Remarks by Csaba Kőrösi, President of the 77th session of the General Assembly

UNGA General Debate

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20 September 2022

[ As delivered]

Mr. Secretary-General,

Distinguished Heads of State and Government,



The world needs solutions through solidarity, sustainability and science.

Solutions because we have drafted many treaties, set excellent goals, yet have taken too little action.

We need solidarity because inequalities have reached record heights.

We need sustainability because we owe it to our children to leave behind a liveable world.

We need science because it offers us neutral evidence for our actions.

My sincere gratitude goes to all Member States, especially to Hungary and the Eastern European Group, for giving me the mandate to turn this motto into reality.


We gather today at the most consequential moment of the last four decades.

Des chaleurs extrêmes aux inondations dévastatrices – le changement climatique est ébranlent nos communautés.

Notre consommation et nos méthodes de production lacèrent notre planète – de ses sols à ces cieux.

Nous vivons dans un état de crise humanitaire permanent.

(Translation from French: Climate change has left us reeling under heatwaves, floods, and droughts. Unsustainable consumption and production have left scars across our environment, from our skies to our seas. We live, it seems, in a permanent state of humanitarian emergency.)

أكثر من ثلاثمائة مليون شخص في حاجة ماسة للمساعدات الإنسانية والحماية ـوذلك بزيادة قدرها عشرة  في المائة منذ يناير.

كما وصلت أزمة الجوع العالمية إلى مستويات تنذر بالخطر بسبب تغير المناخ والنزاعات وجائحة كوفيد تسعة عشر

وفي الأشهر الستة الماضية، دفع تضخم أسعار الغذاء والطاقة بسبعين  مليون شخص على الأقل إلى الفقر.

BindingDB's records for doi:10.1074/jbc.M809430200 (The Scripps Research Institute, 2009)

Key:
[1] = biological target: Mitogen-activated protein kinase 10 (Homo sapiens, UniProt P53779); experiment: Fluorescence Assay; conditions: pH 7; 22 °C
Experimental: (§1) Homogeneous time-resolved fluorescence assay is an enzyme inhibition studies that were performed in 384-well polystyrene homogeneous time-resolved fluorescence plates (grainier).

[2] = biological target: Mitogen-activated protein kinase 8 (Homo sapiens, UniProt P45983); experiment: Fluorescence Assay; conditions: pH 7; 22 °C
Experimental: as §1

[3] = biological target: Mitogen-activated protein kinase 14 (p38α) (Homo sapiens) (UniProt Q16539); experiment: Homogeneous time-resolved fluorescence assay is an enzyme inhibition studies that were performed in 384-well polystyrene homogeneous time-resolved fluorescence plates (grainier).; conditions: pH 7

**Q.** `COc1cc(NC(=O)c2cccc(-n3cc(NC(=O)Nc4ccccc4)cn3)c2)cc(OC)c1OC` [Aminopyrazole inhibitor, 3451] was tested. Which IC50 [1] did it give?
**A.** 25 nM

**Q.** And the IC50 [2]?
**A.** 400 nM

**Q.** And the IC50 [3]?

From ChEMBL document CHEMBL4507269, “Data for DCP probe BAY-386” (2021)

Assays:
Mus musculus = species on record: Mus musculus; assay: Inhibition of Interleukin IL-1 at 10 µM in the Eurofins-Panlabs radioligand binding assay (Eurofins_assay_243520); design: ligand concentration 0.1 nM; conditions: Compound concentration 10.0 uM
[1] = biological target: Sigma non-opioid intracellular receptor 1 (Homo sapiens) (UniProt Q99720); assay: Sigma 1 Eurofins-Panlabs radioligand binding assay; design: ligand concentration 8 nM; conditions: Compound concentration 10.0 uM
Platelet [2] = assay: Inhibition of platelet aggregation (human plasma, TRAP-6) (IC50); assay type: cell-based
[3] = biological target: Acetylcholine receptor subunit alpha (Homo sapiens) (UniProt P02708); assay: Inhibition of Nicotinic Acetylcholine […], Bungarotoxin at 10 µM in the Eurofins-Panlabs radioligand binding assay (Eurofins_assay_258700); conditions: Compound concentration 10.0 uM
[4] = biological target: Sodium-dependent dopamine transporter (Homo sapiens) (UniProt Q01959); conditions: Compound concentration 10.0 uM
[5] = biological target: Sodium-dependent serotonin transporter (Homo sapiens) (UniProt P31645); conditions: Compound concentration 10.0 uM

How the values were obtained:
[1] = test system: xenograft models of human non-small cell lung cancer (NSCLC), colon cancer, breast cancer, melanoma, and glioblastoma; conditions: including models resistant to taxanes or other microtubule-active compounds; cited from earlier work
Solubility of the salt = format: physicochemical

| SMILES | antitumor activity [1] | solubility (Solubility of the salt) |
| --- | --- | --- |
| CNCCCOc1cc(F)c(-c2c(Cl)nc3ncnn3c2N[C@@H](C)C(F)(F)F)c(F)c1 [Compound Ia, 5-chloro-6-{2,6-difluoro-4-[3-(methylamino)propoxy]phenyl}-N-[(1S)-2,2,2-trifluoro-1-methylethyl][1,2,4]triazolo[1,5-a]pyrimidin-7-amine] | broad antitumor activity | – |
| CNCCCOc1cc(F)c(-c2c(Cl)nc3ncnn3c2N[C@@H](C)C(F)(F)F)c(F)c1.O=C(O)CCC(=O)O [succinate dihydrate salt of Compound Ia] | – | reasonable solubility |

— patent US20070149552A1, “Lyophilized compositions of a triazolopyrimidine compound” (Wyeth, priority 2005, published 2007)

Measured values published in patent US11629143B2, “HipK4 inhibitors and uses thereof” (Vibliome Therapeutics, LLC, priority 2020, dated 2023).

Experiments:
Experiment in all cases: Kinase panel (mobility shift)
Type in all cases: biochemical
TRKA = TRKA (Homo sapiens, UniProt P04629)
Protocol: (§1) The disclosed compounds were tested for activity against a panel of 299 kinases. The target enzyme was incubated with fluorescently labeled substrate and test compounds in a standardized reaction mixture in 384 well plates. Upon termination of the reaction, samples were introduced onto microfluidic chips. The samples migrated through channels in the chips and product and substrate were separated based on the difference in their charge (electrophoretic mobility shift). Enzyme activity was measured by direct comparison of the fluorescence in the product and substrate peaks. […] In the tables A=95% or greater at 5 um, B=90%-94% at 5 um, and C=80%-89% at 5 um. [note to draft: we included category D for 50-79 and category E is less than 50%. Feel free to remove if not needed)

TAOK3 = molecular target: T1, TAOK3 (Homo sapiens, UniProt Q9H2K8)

(Translation from Arabic: Over 300 million people are in urgent need of humanitarian aid and protection – a 10 percent rise since January. Driven by climate change, COVID-19 and conflict, global hunger has reached alarming levels. In the last six months, food and energy inflation have pushed at least 70 million people into poverty.)

Инфляция, тем временем, находится на самом высоком за сорок лет уровне.

Четверть всего населения Земли проживает в районах, охваченных конфликтами, боевыми действиями и политической нестабильностью.

Редко когда насилие по всему миру бывало столь жестоким.

(Translation from Russian: Meanwhile, inflation is at 40-year highs. One quarter of humanity lives in conflict areas, caught amid fighting and political instability. The violence across the world has rarely been so fierce.)

Who would have imagined that war would return to Europe? That the nuclear threat would be back in political discourse to settle a dispute with a neighbor?

It has been 203 days since the General Assembly adopted a resolution condemning the military aggression against Ukraine. Unfortunately, the bloodshed and the suffering have not stopped yet.

In that time, the United Nations and its partners have offered food and shelter to millions of refugees from that country.

A landmark agreement on commercial grain exports from the world’s breadbasket offers hope. Diplomacy is at work to release fertilizers so that the shortages we see today do not become the famines of next year.

UN nuclear inspectors are at one of Europe’s key nuclear sites, preventing a possible catastrophe.


The theme of our 77th General Debate is “A watershed moment: transformative solutions to interlocking challenges”.

I stand in solidarity with the people of Pakistan, where devastating floods washed away hundreds of villages.

You have seen the heart-wrenching scenes of devastation: this can be a window into our future.

However, in tackling climate change, we have the solutions.

These are rooted in the advancements we have made in science cooperation and climate diplomacy.

But we have to want to put them in practice.

The International Panel on Climate Change has proven an invaluable tool for supporting political decisions to combat climate change and to adapt to its consequences.

We should consider replicating its success in the areas of water, energy, food and biodiversity.

This would give us a universally accepted, scientific foundation for action.

Once this high-level week is over, I plan to launch a series of consultations with the scientific community, asking them to help us.